House Speaker John Boehner and his Republican colleagues will secure enough seats to retain their majority, winning at least 218 seats in the House of Representatives, according to a projection of election results by ABC News.
Speaking at an election reception in downtown Washington, Boehner made clear that House Republicans will not budge on their resistance to tax increases, even if President Obama wins re-election and Democrats hold on to the Senate.
"With this vote, the American people have also made clear that there is no mandate for raising tax rates," Boehner said late Tuesday evening. "What Americans want are solutions that will ease the burden on small businesses, bring jobs home, and let our economy grow. Listen, we stand ready to work with any willing partner -- Republican, Democrat, or otherwise -- who shares a commitment to getting those things done."
- House Speaker John Boehner and his Republican colleagues will secure enough seats to retain their majority, winning at least 218 seats in the House of Representatives, according to a projection of election results by ABC News.
For the latest election results, click HERE.
For Minority Leader Nancy Pelosi and House Democrats, the election is a missed opportunity to regain control of the lower chamber, despite 62 contests without an incumbent. Republicans fought district by district to maintain their numbers.
Speaking at an election night reception on Capitol Hill, Pelosi pressed on and urged Democrats across the country to stem her caucus's losses in races where the polls haven't closed.
"The night is young, we have many elections, many races. We need everyone to get out the vote across the country," Pelosi, D-Calif., said. "People are still voting across the country and as I mentioned this is an exercise of the democratic politics: electing people, the government of the many, not the government of the money."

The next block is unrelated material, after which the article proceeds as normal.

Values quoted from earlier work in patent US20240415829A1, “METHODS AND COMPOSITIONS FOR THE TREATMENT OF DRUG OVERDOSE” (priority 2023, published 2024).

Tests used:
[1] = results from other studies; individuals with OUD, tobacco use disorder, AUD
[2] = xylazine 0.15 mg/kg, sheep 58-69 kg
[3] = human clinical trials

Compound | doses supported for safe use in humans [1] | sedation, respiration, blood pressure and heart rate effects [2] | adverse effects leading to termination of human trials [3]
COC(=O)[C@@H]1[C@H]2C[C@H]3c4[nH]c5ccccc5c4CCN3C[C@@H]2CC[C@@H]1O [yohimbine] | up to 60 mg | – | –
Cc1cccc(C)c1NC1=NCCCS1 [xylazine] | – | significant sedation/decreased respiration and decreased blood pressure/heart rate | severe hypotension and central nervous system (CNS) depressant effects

Over the past year, Republicans were bullish as they predicted modest gains on Election Day. While Democrats may be able to cut slightly into the GOP's 25-seat majority by the end of the night, most congressional watchers predicted the outcome long before voters issued their preference at the polls Tuesday.
"Americans were unwilling to hand the speaker's gavel back to Nancy Pelosi because her party chose to double down on the same failed policies that caused her to lose it in the first place," Rep. Pete Sessions, the chairman of the National Republican Congressional Committee, wrote in a statement. "Just as in 2010, our House Republican candidates listened to the American people and rejected the Democrats' tax-and-spend agenda that threatens the American Dream."
Among some of the most competitive races, ABC News projected that Republican candidate Andy Barr defeated Blue Dog Democrat Rep. Ben Chandler, who was seeking his sixth term. Barr rebounded from a 600-vote loss in 2010.
Republican vice presidential nominee Paul Ryan is projected to win his other race tonight, defeating Rob Zerban in Wisconsin's 1st congressional district.
Democratic Rep. Jesse Jackson Jr. is also projected to win his congressional race in Illinois-2 after disappearing from public last June. He is currently recovering from bipolar disorder at the Mayo Clinic after he was readmitted there late last month.
"I am humbled and moved by the support shown today," Jackson wrote in a statement. "Every day, I think about your needs and concerns. Once the Doctors approve my return to work, I will continue to be the progressive fighter you have known for years. My family and I are grateful for your many heartfelt prayers and kind thoughts. I continue to feel better every day and look forward to serving you."
The Associated Press projects that former GOP Presidential nominee Michele Bachmann will win her contested House race in Minnesota's 6th district against Democrat Jim Graves.
Following another bitter defeat, Pelosi must now decide what her future holds. Aides insist that she will serve out her term in the 113th Congress, but it is premature to say whether she will try to keep her position atop the Democratic Caucus.
"Nobody knows what she wants to do. It's up to her," one House Democratic leadership aide said today. "She has it as long as she wants."
The House returns to session November 13.